Nov 5, 2003 · 4 minute read
As most of you are probably aware, I'm not the biggest fan of The Matrix series. I came out of the cinema four years ago, thinking that I had seen an above-average action movie with a few ground-breaking effects and a reasonable plot, although it did think that it was far more clever than it was in places. So I was a little surprised when people began discussing it as if it one of the greatest films of all time, with people praising it for its originality and inventive story. At long last, I finally understood what it felt like to be Richard, one of my friends at university, who loathed the Star Wars series with fiery passion, and would often forcefully argue the point (I still have a discussion to have with him that it was The Godfather that caused the downfall of American cinema rather than George Lucas, but we'll save that for another time). I didn't hate The Matrix, but I couldn't see why everybody else seemed to fall over to praise it.
I talked about Reloaded a few months ago, and today I went to see the final film in the series, The Matrix: Revolutions. I still can't see it. On the plus side, there's fewer over-convoluted, slightly-dodgy philosophical conversations this time around, plus you finally get to see those hulking robot suits in action. The attack on Zion is easily the highlight of the film; excellent CGI sentinels swirling and swarming around the city, killing everything in their path, while the human defenders act out all the great war film clichés. It's a great hour.
I don't know, it just doesn't seem to hang together all that well. Loathe as I am to turn to the Star Wars films as an example of how to wrap up a trilogy, Return of The Jedi is actually pretty good in that respect. Revolutions isn't. The first twenty minutes is "What Happened To Neo, Anyway?", except it decides to redo the lobby scene from the first film and have a stupid, stupid confrontation with the Merovingian (no, really, it makes no sense. Why didn't they just shoot them after they agreed the deal, hmm?), and then gives us some time with the All-New, All-Different Oracle to explain the plot again. Then the film splits into three, just like Jedi; There's what's going on in the Matrix, the attack on Zion, and Neo's mission to save humanity. Fair enough. But the film, understandably, wants to concentrate on the Zion attack, so Neo disappears from the film for about half an hour. And we're not allowed to see what's happening inside the Matrix until the very end. It's weird, because you'd normally expect these stories to be edited together, and watching them one after another is a bit anticlimactic, especially after the spectacular Zion scenes. The finale isn't that bad, as it at least attempts to move away slightly from the standard fight setup (I won't spoil it, but I will say it's not something that a long-time comic reader will be surprised at, but it's better than nothing).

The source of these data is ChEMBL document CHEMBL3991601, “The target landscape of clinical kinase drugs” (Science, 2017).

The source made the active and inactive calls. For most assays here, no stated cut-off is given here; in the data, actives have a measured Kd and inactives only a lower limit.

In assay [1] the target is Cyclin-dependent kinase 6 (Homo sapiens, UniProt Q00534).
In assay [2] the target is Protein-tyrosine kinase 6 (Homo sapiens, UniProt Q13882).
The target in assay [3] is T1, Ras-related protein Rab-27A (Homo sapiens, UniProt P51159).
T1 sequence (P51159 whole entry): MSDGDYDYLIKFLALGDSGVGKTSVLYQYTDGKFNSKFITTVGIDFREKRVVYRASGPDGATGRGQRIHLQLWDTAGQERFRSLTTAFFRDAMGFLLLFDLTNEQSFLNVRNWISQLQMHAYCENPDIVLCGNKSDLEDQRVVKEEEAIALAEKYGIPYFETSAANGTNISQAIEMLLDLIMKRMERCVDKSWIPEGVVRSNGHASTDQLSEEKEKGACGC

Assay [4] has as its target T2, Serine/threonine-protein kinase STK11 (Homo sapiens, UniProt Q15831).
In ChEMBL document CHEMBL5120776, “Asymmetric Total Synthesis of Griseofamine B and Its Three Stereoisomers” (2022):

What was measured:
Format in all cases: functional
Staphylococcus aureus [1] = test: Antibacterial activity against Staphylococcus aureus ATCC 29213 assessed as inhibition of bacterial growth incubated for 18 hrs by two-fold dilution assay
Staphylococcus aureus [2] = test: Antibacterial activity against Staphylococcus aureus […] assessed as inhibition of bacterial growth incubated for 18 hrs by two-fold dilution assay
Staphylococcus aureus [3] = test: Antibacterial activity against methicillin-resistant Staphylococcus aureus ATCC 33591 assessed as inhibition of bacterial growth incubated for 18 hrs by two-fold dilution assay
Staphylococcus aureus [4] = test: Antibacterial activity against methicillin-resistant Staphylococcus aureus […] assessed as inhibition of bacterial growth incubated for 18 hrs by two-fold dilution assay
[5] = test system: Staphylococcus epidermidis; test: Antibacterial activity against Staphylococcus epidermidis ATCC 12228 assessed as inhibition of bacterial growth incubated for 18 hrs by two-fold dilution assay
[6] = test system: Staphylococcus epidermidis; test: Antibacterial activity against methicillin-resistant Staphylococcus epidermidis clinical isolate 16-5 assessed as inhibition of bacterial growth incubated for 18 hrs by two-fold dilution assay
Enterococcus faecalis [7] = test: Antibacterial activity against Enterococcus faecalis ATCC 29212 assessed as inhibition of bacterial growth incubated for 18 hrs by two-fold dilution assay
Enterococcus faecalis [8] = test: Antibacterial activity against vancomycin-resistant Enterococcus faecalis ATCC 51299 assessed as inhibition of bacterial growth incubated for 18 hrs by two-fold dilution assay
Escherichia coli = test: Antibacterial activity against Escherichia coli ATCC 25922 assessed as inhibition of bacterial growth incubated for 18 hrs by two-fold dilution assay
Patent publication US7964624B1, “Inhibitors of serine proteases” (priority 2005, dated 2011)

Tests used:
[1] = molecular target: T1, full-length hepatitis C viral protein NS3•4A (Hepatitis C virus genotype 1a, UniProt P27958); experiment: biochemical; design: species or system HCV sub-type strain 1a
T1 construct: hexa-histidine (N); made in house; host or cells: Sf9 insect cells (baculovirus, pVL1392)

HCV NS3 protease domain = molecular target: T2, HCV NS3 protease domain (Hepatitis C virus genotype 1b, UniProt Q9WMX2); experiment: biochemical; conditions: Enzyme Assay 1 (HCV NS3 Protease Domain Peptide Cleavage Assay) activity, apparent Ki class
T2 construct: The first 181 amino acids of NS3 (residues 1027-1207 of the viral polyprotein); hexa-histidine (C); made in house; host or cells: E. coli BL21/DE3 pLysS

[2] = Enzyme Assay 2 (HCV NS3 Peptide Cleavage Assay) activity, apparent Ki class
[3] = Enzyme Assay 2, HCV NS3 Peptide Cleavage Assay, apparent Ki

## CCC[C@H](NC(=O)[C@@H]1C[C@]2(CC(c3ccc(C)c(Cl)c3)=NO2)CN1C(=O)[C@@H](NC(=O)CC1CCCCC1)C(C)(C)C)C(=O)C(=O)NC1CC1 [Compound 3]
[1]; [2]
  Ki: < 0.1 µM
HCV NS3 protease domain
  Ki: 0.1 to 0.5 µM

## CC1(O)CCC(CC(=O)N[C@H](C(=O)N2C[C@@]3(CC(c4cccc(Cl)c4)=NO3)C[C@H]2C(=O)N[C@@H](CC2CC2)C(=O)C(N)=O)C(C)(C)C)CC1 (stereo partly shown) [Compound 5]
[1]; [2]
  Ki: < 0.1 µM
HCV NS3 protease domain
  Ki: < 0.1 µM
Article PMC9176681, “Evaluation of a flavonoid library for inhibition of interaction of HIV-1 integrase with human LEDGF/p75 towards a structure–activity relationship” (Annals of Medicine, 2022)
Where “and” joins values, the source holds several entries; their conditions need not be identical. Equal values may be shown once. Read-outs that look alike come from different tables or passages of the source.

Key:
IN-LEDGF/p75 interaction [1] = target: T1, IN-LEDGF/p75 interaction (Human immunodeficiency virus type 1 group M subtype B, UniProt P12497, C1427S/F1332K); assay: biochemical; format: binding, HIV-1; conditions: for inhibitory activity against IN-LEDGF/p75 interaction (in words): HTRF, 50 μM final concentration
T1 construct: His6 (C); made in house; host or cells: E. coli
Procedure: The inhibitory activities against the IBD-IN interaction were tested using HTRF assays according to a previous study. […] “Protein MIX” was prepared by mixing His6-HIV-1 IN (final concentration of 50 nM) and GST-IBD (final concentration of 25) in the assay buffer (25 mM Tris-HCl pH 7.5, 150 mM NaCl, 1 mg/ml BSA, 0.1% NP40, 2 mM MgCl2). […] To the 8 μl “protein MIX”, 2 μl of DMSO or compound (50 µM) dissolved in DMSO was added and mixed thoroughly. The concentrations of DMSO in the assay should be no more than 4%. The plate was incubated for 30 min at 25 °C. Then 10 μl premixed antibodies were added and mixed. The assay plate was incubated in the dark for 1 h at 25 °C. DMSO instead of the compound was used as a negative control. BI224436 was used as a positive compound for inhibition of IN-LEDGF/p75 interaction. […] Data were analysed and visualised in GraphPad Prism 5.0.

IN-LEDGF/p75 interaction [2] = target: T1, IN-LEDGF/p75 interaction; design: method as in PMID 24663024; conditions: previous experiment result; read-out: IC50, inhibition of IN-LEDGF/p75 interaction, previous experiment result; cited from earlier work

Also, the acting is a bit weird. Lawrence Fishburne has very little to do after the initial rescue, Keanu looks bewildered most of the time, and Carrie-Anne Moss turns in her best Skeletor impression (honestly, have a chip!). The best performances come from Jada Pinkett-Smith, who seems to channel Harrison Ford during the chase scenes, and the commander of the APU forces; sadly I'm not able to track his name down on the imdb, but he's playing one of those gruff and insane captains that you find in war films. IN A BIG MECH BATTLESUIT, WITH GUNS. Everybody else is adequate enough, but, as you might imagine, this isn't a showcase for acting talent.
So, should you go and see it? Well, it's always nice to see how things end. And I know that I have a tendency to look harshly on the series as a reaction to how popular it is (sorry), so you might not have the same problems that I did, or they might not matter to you quite so much. If nothing else, there's a cool middle section with hulking robot battlesuits shooting robots! They're always good for a day out at the cinema…
Nov 4, 2003 · 2 minute read
Not much to talk about at the moment; the Conservative Party have decided not to hold an entertaining, back-stabbing, vitriolic leadership contest. Realising the mess they got into last time when they made the mistake of letting the Party membership decide their leader, this time they're going for the Soviet idea of promoting one candidate for the masses to endorse. That their idea of a leader that can win the next General Election is Michael Howard